Reno yarn retailer Jimmy Beans Wool purchases Madelinetosh
RENO, Nev. — Jimmy Beans Wool, a market-leading retailer of yarn and accessories for knitters and makers, announced recently the acquisition of Madelinetosh, the largest hand-dyed yarn producer in America.
According to an Oct. 30 press release from Reno-based Jimmy Beans Wool, the purchase of Madelinetosh, previously owned by Amy Hendrix and John Ballard, marks the company’s largest acquisition to date.
Terms of the deal were not disclosed.
The move comes on the heels of Jimmy Beans Wool‘s recent purchases of two popular bag and accessories companies, Namaste in 2018 and della Q in 2019.
“Yarn is such an important part of Jimmy Beans’ DNA, and with the addition of Madelinetosh, it feels like a match made in yarn heaven,” Laura Zander, co-founder of Jimmy Beans Wool, said in a statement. “We’ve been carrying Madelinetosh for years, and to see what Amy and John have created is remarkable. Their eye for color and ability to take dyeing from their kitchen to becoming the largest hand-dyer in the country is just incredible. We hope that we can continue their legacy, while adding our customer service and marketing touch to the brand.”
According to the company, Madelinetosh headquarters and team will remain in Fort Worth, Texas, “for the foreseeable future,” with additional operational and sales support coming from Jimmy Beans’ 20,000-square-foot retail and warehouse headquarters at 4850 Joule St. in Reno.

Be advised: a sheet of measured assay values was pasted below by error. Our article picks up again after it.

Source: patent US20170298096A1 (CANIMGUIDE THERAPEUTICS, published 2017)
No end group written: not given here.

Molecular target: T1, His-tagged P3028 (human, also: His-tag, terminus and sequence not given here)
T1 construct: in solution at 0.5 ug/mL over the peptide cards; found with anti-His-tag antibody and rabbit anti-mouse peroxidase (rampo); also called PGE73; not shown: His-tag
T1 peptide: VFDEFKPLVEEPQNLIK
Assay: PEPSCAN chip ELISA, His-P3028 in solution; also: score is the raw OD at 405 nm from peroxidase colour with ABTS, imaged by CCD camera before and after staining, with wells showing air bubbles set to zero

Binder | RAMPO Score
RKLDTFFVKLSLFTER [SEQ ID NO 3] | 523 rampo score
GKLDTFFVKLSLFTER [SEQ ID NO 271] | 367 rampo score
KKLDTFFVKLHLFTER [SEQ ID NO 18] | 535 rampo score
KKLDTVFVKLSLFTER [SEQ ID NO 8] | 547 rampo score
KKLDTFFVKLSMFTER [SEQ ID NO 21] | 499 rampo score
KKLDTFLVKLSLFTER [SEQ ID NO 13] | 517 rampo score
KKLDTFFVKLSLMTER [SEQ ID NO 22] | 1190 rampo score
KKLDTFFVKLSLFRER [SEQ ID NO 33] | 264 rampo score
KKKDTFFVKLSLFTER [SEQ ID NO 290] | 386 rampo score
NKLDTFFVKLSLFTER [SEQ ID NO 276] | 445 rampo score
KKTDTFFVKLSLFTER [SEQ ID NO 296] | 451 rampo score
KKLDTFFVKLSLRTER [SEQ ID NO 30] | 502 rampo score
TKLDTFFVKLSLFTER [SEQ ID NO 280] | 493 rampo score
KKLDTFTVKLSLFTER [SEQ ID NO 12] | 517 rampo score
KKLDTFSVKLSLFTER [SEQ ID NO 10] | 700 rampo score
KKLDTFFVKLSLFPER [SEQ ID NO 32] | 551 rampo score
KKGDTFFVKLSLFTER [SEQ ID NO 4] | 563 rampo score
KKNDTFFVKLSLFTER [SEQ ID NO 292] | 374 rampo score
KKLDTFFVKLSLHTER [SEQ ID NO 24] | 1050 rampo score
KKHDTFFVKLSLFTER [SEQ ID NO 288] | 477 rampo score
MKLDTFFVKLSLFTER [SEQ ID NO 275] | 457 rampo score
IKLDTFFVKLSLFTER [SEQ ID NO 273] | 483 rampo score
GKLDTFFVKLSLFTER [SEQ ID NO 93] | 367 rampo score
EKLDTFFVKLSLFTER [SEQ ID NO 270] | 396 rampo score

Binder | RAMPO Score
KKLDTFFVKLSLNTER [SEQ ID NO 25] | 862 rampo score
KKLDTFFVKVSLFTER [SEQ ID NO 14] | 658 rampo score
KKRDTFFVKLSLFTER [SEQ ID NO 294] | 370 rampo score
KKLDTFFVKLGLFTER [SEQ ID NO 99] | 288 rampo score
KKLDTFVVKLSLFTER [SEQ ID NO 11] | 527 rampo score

“We will be evaluating if and when a move to Reno would make sense,” Libby Butler-Gluck, marketing and public relations consultant for Jimmy Beans Wool, said in an email to the NNBV. “Right now the goal is to get settled with our new team. We are shifting some professional services to (Nevada) companies…”
All told, Jimmy Beans Wool now employs 75 people. Gluck said the company is looking to add 2-3 jobs to the Reno HQ to support the acquisition, “and soon will increase our employee base by 10%, with a mid-term goal of an increase of 20% plus.”
“I point out many cases of where privately owned companies do just as bad a job as publicly owned companies,” says Reno resident and former teacher Robert (R.D.) Gardner.